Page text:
Everyone is invited, and it seems like everyone comes. Tongue-clicking Hadza, Datoga people with their bright red cloths and tattooed faces. Hoek's tall pale white family members from Holland; Ellegala's brown-skinned family from America by way of Sri Lanka.
Five goats are slaughtered and roasted on spits.
Hoek's small plane touches down, and she marches down the long grass in her cream-colored dress, escorted by her father. Now that's an entrance.
She heads to the tent where Ellegala stands with his best man, Mayegga, both holding wooden staffs.
Women wave branches and trill yi, yi, yi! Men with spears dance traditional dances.
Ellegala and Hoek take their vows and kiss, and suddenly, as if on cue, a storm crashes through, soaking everyone, blowing down the tents, sending everyone scurrying for shelter, and in a place where water separates life from death, everyone agrees there is no better sign from above.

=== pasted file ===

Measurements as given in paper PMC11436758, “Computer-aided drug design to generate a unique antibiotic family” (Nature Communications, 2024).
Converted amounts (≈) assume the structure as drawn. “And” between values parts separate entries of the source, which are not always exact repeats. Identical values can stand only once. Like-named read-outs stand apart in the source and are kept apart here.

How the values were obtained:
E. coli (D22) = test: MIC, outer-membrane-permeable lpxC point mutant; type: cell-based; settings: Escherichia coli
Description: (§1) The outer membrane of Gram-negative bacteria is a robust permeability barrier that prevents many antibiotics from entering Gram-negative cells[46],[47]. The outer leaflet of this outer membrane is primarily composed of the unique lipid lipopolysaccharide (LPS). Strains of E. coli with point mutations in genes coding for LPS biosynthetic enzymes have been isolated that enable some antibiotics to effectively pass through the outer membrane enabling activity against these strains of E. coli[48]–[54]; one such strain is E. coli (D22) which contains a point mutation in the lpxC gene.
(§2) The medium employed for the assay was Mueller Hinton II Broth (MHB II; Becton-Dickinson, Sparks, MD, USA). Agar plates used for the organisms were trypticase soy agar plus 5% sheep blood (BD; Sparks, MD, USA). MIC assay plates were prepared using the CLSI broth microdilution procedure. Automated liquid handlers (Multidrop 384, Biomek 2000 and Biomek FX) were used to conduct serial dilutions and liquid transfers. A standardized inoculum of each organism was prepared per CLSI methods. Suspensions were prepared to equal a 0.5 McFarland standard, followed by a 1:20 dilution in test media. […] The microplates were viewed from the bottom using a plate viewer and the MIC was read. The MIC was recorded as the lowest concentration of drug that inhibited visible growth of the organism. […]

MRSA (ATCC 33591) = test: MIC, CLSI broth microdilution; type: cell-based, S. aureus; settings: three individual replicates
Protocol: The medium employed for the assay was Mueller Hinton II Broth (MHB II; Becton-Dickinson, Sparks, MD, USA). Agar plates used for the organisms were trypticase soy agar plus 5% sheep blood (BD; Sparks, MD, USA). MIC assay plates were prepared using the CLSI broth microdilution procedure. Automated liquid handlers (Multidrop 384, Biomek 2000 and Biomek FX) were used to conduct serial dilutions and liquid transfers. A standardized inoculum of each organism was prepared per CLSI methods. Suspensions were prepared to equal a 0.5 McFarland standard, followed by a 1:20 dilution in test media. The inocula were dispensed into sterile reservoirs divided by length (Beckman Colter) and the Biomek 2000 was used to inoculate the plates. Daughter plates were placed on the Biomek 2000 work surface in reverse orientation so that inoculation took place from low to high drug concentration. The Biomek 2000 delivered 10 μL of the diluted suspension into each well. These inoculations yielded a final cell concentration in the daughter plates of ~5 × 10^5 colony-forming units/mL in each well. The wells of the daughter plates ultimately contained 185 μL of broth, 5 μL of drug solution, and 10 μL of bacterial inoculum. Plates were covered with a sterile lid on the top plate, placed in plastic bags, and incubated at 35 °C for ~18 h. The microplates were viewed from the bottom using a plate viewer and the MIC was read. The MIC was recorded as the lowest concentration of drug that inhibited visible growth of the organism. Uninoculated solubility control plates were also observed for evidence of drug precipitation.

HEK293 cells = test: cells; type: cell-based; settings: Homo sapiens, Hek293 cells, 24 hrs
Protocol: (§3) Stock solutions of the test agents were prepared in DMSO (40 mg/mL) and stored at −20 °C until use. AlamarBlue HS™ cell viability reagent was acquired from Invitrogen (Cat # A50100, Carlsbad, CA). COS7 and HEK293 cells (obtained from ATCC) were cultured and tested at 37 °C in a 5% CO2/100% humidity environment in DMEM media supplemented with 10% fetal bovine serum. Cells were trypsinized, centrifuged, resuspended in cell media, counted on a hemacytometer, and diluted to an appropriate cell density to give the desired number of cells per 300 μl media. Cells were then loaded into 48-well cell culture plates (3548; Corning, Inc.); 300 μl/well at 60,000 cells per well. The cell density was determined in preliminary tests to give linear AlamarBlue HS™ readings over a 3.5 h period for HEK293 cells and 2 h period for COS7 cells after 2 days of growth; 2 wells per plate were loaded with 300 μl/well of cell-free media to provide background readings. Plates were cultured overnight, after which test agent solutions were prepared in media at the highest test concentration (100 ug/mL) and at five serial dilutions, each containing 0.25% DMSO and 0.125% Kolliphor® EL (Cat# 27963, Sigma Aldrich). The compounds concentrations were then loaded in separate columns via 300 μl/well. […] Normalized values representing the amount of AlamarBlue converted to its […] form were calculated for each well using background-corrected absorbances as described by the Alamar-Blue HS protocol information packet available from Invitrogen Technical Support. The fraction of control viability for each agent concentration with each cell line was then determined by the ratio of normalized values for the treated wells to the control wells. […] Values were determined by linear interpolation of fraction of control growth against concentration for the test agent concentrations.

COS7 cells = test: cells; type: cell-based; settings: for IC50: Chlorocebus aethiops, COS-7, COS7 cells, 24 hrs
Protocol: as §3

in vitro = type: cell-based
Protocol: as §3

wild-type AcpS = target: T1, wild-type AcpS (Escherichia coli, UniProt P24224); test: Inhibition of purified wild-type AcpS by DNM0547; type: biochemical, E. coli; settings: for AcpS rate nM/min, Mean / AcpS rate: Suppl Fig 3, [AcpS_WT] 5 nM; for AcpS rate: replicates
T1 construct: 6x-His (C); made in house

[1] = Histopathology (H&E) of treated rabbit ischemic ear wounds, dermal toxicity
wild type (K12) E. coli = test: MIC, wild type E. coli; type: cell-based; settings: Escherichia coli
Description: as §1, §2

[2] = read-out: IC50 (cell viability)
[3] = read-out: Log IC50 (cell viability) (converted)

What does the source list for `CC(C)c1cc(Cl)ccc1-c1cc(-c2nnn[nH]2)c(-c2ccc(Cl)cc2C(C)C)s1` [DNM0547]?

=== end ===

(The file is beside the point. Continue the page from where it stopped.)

SUNDAY: A Doctor's Quest: Teaching brain surgery in the bushMONDAY: One Brain at a Time, part 2: Are medical missions doing more harm than good?TODAY: Ellegala creates a nonprofit to teach brain surgery in Africa, and finds love in the process.WEDNESDAY: Ellegala and MUSC team up to create an international model for health care training in developing countries.